Implications for Non-Shintoists Recent Westerner psychologists have with increasing frequency, claimed that it is the practice of using 'inner speech' or internal self-narration that is constitutive of self. Descartes cogito has been modified from "I think, therefore I can be sure that I am," to "I think, or speak to myself, and listen to myself speaking to myself, therefore I come into being." But what sort of being can come into existence as a result of speaking? Only a fiction surely? Over this question Western psychologists and philosophers (see Dennet, 1992; Velleman, 2005) are divided, but as long as there is only one method of symbolic-self-creation, then it may seem as if humans are bound by some imperative (Kant, 1785), or hard-wired (Pinker, 1994), to narrate themselves into existence. But what if there were other ways of symbolising oneself? What if there were indeed some race of 'Cretans' who consistently prevaricated, who did not care about, certainly do not identify with, and perhaps even despised language, and who, at the same time, functioned, and created a stable society? Then the 'imperative,' 'hard-wiring' would be swept out from under the feet of the fiction, and once again perhaps we'll be 'falling, backward, sideward, forward, in all directions', unless God, of one type or another, were still alive.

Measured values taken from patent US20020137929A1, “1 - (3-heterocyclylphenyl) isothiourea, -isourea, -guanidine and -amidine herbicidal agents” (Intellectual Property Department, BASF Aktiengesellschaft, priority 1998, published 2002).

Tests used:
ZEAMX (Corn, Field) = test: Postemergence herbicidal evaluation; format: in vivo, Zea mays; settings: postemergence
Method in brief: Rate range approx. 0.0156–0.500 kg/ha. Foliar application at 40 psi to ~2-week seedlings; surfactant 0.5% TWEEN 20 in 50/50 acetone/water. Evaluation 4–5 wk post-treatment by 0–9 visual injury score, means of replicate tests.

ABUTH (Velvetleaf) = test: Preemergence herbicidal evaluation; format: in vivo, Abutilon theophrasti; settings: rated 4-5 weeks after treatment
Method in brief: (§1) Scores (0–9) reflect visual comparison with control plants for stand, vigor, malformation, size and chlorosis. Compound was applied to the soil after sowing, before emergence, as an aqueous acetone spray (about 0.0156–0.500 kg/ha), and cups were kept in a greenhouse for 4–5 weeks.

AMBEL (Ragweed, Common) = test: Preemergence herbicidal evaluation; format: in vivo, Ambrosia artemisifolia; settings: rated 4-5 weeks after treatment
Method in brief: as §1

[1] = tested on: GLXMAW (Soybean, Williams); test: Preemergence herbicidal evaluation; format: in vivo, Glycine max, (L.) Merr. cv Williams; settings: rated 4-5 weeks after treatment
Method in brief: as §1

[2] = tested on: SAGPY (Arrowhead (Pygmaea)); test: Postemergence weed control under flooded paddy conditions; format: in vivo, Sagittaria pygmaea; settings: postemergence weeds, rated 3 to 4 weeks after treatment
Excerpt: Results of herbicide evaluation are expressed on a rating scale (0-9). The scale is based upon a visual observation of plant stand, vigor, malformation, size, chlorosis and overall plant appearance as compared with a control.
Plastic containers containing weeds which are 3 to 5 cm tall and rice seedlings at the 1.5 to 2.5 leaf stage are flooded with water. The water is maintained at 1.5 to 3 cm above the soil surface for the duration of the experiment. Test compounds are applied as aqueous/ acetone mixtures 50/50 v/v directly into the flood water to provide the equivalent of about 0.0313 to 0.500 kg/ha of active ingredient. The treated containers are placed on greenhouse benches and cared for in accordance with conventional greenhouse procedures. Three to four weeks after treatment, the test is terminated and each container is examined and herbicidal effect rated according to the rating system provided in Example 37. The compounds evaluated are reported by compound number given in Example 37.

Barthes, R. (1977). Elements of Semiology. Hill and Wang.
Dennett, D. (1992) "The Self as a Center of Narrative Gravity." in F. Kessel, P. Cole and D. Johnson, eds, Self and Consciousness: Multiple Perspectives, Hillsdale, NJ:Erlbaum. Hansen, C. (1993). Chinese Ideographs and Western Ideas. The Journal of Asian Studies, 52(02), 373--399. doi:10.2307/2059652
Kant, I; translated by James W. Ellington  (1993). Grounding for the Metaphysics of Morals 3rd ed.. Hackett. pp. 30. ISBN 0-87220-166-X. Lévi-Strauss, C. (1966). The science of the concrete. In G. Weidenfield (Trans.), The Savage Mind. University Of Chicago Press. Retrieved from http://homepage.mac.com/allanmcnyc/textpdfs/levistrauss.pdf
Toyotai, K. 豊田国夫(1980)『日本の言霊思想』講談社学術文庫